Women troop out of ‘The Kitchen’ to maul the mafia

‘The Kitchen’ is a mafia film set in 1970s New York. (Supplied)
Updated 26 August 2019

Women troop out of ‘The Kitchen’ to maul the mafia

CHENNAI: Andrea Berloff’s latest adventure, “The Kitchen,” begins … well, in the kitchen, but soon takes to the streets of 1978 New York. Set when female empowerment was not widely championed, this is a tale of the patriarchal Irish mob. Yet, even with that historical background, the theme, and the portrayal of the characters and the era, comes across as dated.

There is enough plot to whet the interest, but the script and dialogue, too, is a let down. An abused wife finds love outside of her marriage and, in one scene, egged on by her lover, begins slicing up a corpse apropos of nothing. This scene, along with several others, borders on the hysterical, if not downright implausible.

The woman in question is Claire Walsh (Elisabeth Moss). When her gangster husband and two other men working for the Italian mafia are jailed after they are caught during a liquor-store hold-up, Claire joins two other mob wives – Kathy Brennan (Melissa McCarthy) and Ruby O'Carroll (Tiffany Haddish) — in an effort to survive. Let down by their husbands’ bosses, the women arm themselves with guns and turn to their very own gangsterism.

Their neighborhood trembles, and the mafia is uncertain about how to deal with the trio, especially their Jekyll and Hyde personalities. Kathy is a loving mum of two adorable kids used to living by her husband’s rulebook. Ruby, meanwhile, is treated like an outsider by her husband’s family.

The women’s acting is admirable in parts, but when the men get out of jail, their power peaks, then wanes, and so, frankly, does the writing. The male cast members are essentially non-performers, bordering on props, and the character development, such as it is, remains unconvincing. The wives may get a raw deal in this gory tale — but not as raw a deal as the audience.  


‘Arabs Are Not Funny’ comedy show just the opposite

Taking the stage at London’s lavish Royal Albert Hall were mixed Arab-Western comedians. (Supplied)
Updated 22 February 2020

‘Arabs Are Not Funny’ comedy show just the opposite

LONDON: Don’t let the name fool you, Friday night’s “Arabs Are Not Funny” comedy show was filled with nothing but quick-witted, snarky and overly-relatable quips. 

Taking the stage at London’s lavish Royal Albert Hall were mixed Arab-Western comedians Wary Nichen, Leila Ladhari, Mamoun Elagab and Esther Manito, with Iraqi-Scottish Sezar Alkassab hosting.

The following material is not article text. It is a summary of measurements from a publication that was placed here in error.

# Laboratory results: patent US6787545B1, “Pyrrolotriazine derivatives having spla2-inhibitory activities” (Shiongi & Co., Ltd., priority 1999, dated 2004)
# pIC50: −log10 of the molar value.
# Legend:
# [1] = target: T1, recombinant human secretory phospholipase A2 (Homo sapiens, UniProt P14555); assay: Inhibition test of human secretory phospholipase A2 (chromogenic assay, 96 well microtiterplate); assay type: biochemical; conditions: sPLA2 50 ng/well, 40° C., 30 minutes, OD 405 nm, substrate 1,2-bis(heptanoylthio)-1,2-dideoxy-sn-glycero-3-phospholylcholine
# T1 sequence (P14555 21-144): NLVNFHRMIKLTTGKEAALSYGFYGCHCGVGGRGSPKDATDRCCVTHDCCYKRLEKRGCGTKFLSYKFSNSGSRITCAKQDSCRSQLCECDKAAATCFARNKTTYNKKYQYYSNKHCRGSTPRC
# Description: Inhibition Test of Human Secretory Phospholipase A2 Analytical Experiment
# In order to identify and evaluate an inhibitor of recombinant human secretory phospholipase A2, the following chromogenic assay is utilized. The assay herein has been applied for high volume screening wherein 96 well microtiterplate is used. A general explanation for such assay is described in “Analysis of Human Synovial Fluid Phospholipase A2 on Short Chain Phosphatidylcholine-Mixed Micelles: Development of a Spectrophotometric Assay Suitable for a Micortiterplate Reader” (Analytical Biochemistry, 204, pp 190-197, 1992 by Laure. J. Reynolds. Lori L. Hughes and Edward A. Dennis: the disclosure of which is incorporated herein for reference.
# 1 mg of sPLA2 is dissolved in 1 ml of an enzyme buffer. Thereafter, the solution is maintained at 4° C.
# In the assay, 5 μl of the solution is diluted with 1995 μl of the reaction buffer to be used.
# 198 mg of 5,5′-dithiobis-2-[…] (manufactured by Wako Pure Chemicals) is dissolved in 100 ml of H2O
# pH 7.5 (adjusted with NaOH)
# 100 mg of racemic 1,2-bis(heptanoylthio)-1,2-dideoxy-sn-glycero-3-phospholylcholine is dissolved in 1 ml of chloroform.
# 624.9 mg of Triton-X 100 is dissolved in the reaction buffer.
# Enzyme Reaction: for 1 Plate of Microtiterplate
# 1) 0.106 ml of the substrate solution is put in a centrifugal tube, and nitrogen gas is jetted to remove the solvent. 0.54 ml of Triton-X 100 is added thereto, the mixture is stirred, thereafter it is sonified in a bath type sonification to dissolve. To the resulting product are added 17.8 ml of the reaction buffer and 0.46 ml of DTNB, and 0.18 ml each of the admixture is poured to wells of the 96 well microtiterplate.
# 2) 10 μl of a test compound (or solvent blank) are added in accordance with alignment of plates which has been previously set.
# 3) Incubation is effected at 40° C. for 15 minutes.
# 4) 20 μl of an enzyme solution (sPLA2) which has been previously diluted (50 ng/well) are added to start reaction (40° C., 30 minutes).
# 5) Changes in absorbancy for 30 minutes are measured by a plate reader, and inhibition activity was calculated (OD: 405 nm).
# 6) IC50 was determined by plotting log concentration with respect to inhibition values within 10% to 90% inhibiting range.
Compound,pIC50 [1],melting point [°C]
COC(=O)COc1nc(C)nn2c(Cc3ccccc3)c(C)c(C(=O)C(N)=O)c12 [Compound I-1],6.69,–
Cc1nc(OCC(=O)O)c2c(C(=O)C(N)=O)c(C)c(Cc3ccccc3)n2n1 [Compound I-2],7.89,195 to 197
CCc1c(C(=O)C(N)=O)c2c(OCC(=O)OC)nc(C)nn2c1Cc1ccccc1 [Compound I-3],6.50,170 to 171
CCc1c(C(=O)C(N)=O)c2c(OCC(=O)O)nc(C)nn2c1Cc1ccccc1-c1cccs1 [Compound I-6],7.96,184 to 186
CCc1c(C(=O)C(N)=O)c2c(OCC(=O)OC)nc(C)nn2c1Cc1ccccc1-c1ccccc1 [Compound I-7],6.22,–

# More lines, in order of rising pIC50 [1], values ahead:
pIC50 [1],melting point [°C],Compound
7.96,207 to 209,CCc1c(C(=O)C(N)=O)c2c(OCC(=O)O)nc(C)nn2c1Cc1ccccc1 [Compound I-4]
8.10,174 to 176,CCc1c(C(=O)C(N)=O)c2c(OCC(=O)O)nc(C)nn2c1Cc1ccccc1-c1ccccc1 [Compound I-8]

The sold-out show started off with the host forcing the zaghrouta (a long, wavering, high-pitched vocal sound of joy) out of the audience, after encouraging them to “laugh at our culture and enjoy yourself.”

Sudanese-Irishman Elagab, who was recently nominated for BBC New Comedian of the Year, kicked off the night with a comedic look back at his upbringing in the UK, dealing with extremists in class, and the struggle of explaining stand-up comedy to his Sudanese uncle.

The sold-out show started off with the host forcing the zaghrouta. (Supplied)

Lebanese-Brit Manito humored the audience with stories of the struggle of taking her British husband to Beirut to meet her relatives, raising two children as an Arab mom, and having her Lebanese father living with her family yelling and cursing at the TV and on the phone. 

Tunisian-Swiss-Austrian Ladhari joked about her boyfriend’s father trying to bond with her by trying to sympathize with Daesh and letting her know that he “too doesn’t like eating pork.”

The highlight of the night was Algerian-Frenchman Nichen, who spoke of his job as a fulltime immigrant and the racism he endures in daily life in Paris. 

The show was organized by Arts Canteen, an organization that curates and produces events, exhibitions and festivals that support emerging, mid-career and established artists from the Arab world and surrounding regions, bringing their work to new audiences in the UK and beyond.